One of the silliest questions we can ask when it comes to good reading is this, “Which is better, fiction or non-fiction?” Nevertheless, different people clearly have difference preferences when it comes to reading fiction and non-fiction. Some people read almost all fiction while others read almost all non-fiction? What does this tell us about the predisposition of such individuals?
In addition, there are those who enjoy reading almost nothing but fiction for years, and then discover that they have an unexpected thirst for the kind of pleasure that comes from reading non-fiction. And of course the opposite is also true. Some people who have spent their lives reading fiction, including novels, short stories, poems and plays, suddenly discover a new interest in reading philosophy and history, along with the physical, natural, cognitive and social sciences.
To add to the complexity and confusion, there are genre bending books that offer an ambiguous blend of fiction and non-faction. The general public get upset and feels deceived when an author purports to be writing non-fiction (nothing but the facts) and is found out to be embellishing his accounts with fictional elements.
Reading a balance of fiction and non-fiction is probably the best solution, although this is easier said than done. Most of us read, if we read at all, to satisfy certain needs, whether for pleasure and delight, amusement and escape, information and knowledge, wisdom and insight. The world of imaginative fiction includes literature of every kind, and by extension we might also include the imaginative worlds of music and the arts. The world of expository non-fiction includes philosophy, history and the sciences. It would be too simple to cast this difference in terms of right brain and left brain hemisphere dominance, but it is not an irrelevant factor either. There are mutually complementary advantages to imaginative and discursive forms of feeling and thought, perception and judgment, even if many persons become fixated on one at the expense of the other.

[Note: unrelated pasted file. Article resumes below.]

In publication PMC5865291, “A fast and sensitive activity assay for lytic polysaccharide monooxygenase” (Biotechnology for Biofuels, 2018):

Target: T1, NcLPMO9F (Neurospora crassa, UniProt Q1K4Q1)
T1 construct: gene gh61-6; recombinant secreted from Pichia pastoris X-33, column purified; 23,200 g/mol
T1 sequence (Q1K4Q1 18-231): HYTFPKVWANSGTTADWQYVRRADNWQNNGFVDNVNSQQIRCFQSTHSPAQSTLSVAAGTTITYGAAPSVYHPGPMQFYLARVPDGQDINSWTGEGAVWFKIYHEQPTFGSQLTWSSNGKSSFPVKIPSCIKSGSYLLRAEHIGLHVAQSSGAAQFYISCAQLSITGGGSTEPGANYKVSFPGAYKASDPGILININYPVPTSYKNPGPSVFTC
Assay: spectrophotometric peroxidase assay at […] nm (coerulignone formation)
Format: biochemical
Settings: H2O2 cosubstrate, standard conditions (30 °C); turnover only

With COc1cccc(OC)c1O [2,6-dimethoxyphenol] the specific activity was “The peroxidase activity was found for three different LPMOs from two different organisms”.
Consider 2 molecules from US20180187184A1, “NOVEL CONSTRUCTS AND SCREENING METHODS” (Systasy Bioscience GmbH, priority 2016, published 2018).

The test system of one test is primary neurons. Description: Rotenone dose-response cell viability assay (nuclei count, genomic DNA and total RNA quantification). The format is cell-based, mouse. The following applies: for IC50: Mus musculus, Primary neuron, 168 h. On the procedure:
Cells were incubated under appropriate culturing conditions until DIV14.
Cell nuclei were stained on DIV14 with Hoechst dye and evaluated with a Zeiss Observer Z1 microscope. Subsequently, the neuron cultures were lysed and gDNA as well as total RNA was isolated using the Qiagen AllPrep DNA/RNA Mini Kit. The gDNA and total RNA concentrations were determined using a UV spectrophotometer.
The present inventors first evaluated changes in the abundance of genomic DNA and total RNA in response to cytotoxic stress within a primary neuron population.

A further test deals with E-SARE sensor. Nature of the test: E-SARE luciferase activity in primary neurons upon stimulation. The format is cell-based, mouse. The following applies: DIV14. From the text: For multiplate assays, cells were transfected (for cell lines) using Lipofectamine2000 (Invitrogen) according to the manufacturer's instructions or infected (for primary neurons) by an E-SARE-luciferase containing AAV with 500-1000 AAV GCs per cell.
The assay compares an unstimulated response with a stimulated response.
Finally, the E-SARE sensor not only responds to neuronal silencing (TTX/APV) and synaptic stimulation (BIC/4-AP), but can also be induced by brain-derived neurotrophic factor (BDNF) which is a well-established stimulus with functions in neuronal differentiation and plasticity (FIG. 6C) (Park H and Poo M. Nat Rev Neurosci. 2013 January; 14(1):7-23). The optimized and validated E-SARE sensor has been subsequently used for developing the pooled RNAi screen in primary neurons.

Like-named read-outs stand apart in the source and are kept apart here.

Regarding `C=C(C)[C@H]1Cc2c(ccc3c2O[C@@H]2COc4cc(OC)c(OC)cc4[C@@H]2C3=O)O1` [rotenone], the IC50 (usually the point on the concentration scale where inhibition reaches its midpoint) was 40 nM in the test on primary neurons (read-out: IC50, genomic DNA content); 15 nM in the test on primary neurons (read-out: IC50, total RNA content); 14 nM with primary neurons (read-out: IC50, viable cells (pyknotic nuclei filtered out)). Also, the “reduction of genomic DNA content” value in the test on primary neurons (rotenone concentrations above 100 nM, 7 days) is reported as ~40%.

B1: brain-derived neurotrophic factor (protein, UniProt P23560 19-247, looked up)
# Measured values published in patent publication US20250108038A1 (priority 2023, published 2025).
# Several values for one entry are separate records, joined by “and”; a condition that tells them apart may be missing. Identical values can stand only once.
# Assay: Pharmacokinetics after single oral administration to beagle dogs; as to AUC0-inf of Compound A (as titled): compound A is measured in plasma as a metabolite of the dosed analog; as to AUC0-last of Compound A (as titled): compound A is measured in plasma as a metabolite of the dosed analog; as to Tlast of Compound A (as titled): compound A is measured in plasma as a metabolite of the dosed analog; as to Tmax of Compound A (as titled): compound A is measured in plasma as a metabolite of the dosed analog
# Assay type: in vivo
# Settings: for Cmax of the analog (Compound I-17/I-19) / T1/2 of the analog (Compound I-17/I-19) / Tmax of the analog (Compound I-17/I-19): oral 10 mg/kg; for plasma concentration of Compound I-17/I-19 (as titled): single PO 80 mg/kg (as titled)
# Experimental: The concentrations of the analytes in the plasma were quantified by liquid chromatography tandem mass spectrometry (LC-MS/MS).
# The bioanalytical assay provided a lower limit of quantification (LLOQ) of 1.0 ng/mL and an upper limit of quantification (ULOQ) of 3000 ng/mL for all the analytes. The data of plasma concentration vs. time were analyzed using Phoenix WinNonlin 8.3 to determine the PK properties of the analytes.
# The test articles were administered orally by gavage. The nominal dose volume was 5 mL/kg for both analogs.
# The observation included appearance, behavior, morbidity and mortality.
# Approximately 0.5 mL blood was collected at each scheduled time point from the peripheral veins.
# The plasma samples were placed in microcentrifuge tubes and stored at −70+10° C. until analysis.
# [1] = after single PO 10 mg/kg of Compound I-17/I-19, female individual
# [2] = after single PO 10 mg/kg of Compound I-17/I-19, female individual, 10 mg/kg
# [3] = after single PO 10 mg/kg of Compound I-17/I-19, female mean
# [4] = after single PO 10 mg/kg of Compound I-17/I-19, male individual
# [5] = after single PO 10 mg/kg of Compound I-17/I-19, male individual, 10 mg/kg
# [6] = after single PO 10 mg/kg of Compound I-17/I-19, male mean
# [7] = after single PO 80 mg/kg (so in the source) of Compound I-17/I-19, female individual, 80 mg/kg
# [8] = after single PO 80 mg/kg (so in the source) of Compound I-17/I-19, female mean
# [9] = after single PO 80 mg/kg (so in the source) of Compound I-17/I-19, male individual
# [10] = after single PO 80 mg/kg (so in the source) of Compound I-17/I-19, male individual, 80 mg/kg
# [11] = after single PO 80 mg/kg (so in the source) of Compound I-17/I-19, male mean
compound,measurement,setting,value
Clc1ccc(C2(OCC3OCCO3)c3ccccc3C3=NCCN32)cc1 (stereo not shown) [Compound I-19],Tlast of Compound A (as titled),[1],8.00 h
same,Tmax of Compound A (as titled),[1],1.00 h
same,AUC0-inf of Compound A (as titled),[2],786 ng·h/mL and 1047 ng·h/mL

It seems to me that the German ideal of “Bildung” (that I wrote about in the previous blog) speaks to the need for balance between the intuitive and rational, emotive and cognitive, expressive and reflective, synthetic and analytical aspects of human knowledge and experience. Both fiction and non-fiction are required in order to cultivate the whole person. The humanities arts, sciences and technologies can all thrive in a mutually respectful and symbiotic relationship. There is no need for a dichotomy between “the two cultures.” The German educational ideal of Bildung as personal and cultural development and the American educational ideal of Pluralistic Pragmatism may be two complementary approaches to developing the full spectrum of our human potential.
In an age when reading, whether fiction or non-fiction, are endangered species, killed of by the plethora of electronic media, we should be thankful that some people are reading at all, whether fiction or non-fiction. But the best arrangement seems to be to balance the reading of fiction and non-fiction, and transcend the old cultural divide between the poets and the philosophers, literati and historians, artists and scientists. The perennial quest for fullness of being and human flourishing requires a full spectrum approach to thoughtful and creative inquiry. And of course this need not exclude the additional media and communication resources of radio, TV, movies and the world wide web, even though an excessive dependence upon these do tend to make the old fashion reading of books, printed paper books, an endangered species.
Which is better, fiction or non-fiction? It’s like asking, which is better, the right wing or the left wing of an airplane. Hopefully, those who hope to soar on wings of imagination and reflection, knowledge and wisdom will use both front wings, along with tail wings, flaps and a rudder to steer their airplane to distant lands. And hopefully they will have a reliable landing gear installed in their airplane for safe landings. All that remains is to have a sane and sober, responsible and experienced pilot, for without this even the reading of fiction and non-fiction can offer no guarantee that we will not get lost over the sea or crash land our plane into a mountain. It is not only the reading of fiction and non-fiction that matters, but what we bring of our own fully sentient and reflective humanity to creative encounters with good books.